1 Quaternary Research Group (QRG), Department of Science and Environment, Roskilde University2 The Department of Environmental, Social and Spatial Change, Roskilde University3 Environmental Risk, Administration Department of Roskilde University, Roskilde University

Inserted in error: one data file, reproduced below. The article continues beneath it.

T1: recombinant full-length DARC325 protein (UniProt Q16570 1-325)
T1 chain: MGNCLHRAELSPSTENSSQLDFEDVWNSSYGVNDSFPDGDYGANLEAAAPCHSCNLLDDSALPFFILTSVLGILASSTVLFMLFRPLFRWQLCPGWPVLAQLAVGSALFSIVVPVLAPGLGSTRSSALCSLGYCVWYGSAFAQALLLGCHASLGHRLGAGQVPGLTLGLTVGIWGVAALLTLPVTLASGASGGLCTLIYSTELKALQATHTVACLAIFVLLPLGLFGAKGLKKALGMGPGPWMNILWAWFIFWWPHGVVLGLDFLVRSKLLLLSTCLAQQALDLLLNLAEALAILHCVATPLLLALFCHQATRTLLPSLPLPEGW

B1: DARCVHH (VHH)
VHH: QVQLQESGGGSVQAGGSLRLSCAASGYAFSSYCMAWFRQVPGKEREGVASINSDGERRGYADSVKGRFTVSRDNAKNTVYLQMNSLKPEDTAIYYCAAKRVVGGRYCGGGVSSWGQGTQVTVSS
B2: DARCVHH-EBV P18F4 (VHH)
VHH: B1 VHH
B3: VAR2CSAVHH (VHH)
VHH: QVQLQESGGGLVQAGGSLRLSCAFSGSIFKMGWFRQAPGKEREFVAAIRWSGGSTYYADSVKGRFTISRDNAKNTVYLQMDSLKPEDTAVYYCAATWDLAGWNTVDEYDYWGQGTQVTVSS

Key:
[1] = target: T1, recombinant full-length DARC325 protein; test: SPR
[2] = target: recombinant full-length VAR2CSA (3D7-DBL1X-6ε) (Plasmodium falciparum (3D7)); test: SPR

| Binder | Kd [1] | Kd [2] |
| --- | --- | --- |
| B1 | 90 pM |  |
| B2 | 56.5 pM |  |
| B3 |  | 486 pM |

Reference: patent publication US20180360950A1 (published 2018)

The recent availability of commercial high-resolution, multi-collector, noble gas mass spectrometers equipped with ion-counting electron multipliers provides new opportunities for improved precision in 40Ar/39Ar dating. This is particularly true for single crystal dating of Quaternary aged samples where potassium-bearing phenocrysts may contain relatively small amounts of radiogenic 40Ar. In 2005, the Quaternary Dating Laboratory, Roskilde University, installed a Nu-Instruments multi-collector Noblesse noble gas mass spectrometer, which is configured with a Faraday detector and three ion-counting electron multipliers. The instrument has the capability to measure several isotopes simultaneously and to change measurement configurations instantaneously by the use of QUAD lenses (zoom optics). The Noblesse offers several advantages over previous generation instruments and is particularly suited for single crystal 40Ar/39Ar dating of Quaternary samples because of: (i) improved source sensitivity; (ii) ion-counting electron multipliers, which have low signal to noise ratios enabling precise measurement of very small 36Ar signals - resulting in accurate correction for atmospheric-derived 40Ar; (iii) higher mass resolution allows hydrocarbon interferences to be pseudo resolved for the different argon isotopes; and (iv) multi-collection, allowing more data to be gathered in a fixed time in comparison with single-collector peak-switching measurements. We evaluate (i) protocols for detector inter-calibration and instrument mass fractionation using argon from a calibrated air pipette; (ii) precision and long-term data reproducibility; and (iii) results from inter-calibration experiments of 40Ar/39Ar ages on Quaternary volcanic ashes with the U-Pb, astronomical and historical chronometers.